2006 Travel Trends-Emotional Websites Work best,
Chinese tour operators avoid using credit cards


ATLANTA - The major headline at the annual travel technology conference, Res-Expo, held in Dallas, was that generational change is rapidly reshaping the Internet travel booking process, and, unlike conventional thinking, iPod-wearing kids are not driving the transformation. Who is it? Look no further than to 45 to 50-year-old women who are now shopping online, said Jim Donnelly, vice president of marketing at IgoUgo.com, a leading travel website.

This group represents the newest "sweet spot" for many travel companies because they are the ones with the money and do most of the transient travel buying. Women are natural social networkers, he said. And, when they are happy with something, they communicate their emotion to other travel-buying women.

And while women love a bargain, they are not motivated by purely price-driven online content. Travel reservation systems company, Amadeus, brought it own CEO, Kay Urban, who chided, "Technology should not be the industry's focus. Technology is an enabler of 'something' that drives travel purchases." That "something" is the reason people travel. Emotion is that something, and many speakers agreed it is missing from most travel sites.
IgoUgo's Donnelly added, "It is essential for travel sites to have an emotional sales component. A search on 'Romantic vacation in Paris' will give you very frustrating results."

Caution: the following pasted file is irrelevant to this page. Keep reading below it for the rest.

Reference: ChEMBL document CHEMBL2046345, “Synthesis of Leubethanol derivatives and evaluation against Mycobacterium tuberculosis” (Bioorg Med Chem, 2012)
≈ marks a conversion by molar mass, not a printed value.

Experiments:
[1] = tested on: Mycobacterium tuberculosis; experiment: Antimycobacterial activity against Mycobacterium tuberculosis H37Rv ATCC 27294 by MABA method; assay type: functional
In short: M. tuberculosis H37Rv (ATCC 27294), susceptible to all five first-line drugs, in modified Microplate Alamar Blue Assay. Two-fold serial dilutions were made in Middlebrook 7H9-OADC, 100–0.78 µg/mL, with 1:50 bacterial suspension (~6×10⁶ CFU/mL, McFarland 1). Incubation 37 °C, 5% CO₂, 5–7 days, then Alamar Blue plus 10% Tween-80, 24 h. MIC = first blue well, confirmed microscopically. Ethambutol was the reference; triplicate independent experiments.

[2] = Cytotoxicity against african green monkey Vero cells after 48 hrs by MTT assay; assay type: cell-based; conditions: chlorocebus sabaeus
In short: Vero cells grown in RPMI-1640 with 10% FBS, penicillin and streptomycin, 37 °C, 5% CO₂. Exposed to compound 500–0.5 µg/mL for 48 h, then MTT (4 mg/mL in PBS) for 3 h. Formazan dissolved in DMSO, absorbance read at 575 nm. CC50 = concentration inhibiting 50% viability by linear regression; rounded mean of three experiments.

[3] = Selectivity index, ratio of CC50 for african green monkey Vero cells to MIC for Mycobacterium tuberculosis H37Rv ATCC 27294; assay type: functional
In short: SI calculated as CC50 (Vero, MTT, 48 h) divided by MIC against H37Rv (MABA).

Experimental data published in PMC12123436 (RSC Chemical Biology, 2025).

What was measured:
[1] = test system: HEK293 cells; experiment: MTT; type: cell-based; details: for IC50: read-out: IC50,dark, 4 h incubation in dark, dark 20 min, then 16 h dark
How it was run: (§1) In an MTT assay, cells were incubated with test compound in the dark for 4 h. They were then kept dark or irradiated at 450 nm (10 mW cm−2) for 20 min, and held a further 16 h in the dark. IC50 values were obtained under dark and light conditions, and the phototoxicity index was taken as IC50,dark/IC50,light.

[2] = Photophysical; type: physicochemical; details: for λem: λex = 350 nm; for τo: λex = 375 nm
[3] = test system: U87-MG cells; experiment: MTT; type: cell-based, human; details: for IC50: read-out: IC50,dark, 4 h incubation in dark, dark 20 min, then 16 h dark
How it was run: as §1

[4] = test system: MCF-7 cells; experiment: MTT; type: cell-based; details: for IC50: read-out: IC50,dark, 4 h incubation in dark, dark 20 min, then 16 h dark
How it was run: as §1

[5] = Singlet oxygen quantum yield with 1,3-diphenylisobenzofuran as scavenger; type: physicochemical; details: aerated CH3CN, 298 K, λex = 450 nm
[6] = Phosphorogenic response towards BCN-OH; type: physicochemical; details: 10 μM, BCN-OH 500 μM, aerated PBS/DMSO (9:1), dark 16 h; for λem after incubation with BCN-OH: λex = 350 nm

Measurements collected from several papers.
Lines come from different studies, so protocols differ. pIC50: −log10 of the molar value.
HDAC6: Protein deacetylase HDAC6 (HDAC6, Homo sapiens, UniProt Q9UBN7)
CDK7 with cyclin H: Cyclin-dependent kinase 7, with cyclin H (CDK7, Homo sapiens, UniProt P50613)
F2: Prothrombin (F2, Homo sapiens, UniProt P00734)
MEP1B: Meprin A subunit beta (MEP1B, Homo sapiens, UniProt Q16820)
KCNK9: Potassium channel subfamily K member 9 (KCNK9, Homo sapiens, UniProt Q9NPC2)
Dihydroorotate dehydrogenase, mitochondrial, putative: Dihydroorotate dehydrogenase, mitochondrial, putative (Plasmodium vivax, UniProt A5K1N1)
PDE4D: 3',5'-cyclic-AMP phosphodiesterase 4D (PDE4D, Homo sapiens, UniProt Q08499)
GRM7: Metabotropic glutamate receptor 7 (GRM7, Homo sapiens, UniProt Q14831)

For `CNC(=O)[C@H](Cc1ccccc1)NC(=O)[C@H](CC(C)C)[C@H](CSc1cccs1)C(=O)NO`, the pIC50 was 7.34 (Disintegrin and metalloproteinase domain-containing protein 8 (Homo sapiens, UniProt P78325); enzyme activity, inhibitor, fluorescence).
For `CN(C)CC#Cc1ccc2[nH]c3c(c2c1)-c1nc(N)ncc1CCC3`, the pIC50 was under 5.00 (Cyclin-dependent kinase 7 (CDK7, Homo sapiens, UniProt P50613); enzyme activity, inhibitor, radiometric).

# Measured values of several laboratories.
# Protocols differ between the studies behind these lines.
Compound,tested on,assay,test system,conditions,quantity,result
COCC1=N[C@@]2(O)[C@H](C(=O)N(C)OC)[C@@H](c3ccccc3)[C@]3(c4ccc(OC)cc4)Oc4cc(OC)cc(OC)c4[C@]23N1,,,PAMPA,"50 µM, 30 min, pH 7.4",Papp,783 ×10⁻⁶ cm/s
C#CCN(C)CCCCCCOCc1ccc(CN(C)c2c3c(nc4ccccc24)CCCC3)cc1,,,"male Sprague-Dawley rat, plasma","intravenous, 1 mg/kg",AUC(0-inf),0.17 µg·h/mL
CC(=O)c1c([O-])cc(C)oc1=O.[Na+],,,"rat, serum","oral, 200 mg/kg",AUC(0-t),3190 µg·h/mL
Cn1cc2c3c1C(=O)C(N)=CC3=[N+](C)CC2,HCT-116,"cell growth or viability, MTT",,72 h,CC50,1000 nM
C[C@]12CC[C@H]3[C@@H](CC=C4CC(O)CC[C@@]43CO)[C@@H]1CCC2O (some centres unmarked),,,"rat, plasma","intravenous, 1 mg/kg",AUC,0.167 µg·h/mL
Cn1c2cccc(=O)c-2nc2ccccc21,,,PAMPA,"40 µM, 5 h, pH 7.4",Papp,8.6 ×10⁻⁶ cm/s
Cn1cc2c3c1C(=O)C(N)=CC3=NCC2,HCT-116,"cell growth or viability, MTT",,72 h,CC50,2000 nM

"Women and young travelers search on activities, not on hotels and carriers. Most existing sites focus on pricing and location because that is how their linking technology works." The bottom-line, he said, was that travel distributors must offer a balance of information on their sites. This includes an 'emotional component,' which extends beyond pricing, chain and carrier metrics.

CHINA: NO CREDIT CARDS, PLEASE

China was another hot topic at Res-Expo 2006 because of the challenges travel providers experience in accessing that country's much-publicized nouveau riche market. The 'China problem' has two major components, said presenters. First, China has a huge inbound, mainstream tour and travel industry, but very few Chinese are allowed to travel outside the mainland. Second, more importantly to non-Chinese travel companies, credit cards are not accepted inside the bamboo credit-curtain.

Continental Airlines' Senior Director of International Distribution, Planning and eCommerce, Mr. Chris Amenechi, said, "Doing business with Chinese online travel companies is difficult because they do not provide credit card fulfillment, and the travel relationship is not bi-lateral. Very few young professional Chinese are allowed to leave the country. They are early adapters, and they want a fuller travel experience. China will face a steep learning curve surrounding travel very soon."

(Compiled by Michael Squires, president of Softscribe public relations, Atlanta)

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NOTEWORTHY WEBSITES:

* www.igougo.com – an online community of travelers who post reviews and photos.
* www.res-expo.com - exposition for travel technology industry professionals

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